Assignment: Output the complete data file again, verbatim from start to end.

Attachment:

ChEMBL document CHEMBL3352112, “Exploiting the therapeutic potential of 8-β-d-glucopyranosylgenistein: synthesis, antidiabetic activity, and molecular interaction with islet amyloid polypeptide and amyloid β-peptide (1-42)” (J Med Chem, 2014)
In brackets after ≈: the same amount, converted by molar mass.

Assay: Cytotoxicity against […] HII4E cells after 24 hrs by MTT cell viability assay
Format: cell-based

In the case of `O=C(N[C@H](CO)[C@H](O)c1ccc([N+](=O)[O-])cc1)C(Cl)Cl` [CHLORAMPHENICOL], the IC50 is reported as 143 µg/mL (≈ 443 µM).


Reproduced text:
ChEMBL document CHEMBL3352112, “Exploiting the therapeutic potential of 8-β-d-glucopyranosylgenistein: synthesis, antidiabetic activity, and molecular interaction with islet amyloid polypeptide and amyloid β-peptide (1-42)” (J Med Chem, 2014)
In brackets after ≈: the same amount, converted by molar mass.

Assay: Cytotoxicity against […] HII4E cells after 24 hrs by MTT cell viability assay
Format: cell-based

In the case of `O=C(N[C@H](CO)[C@H](O)c1ccc([N+](=O)[O-])cc1)C(Cl)Cl` [CHLORAMPHENICOL], the IC50 is reported as 143 µg/mL (≈ 443 µM).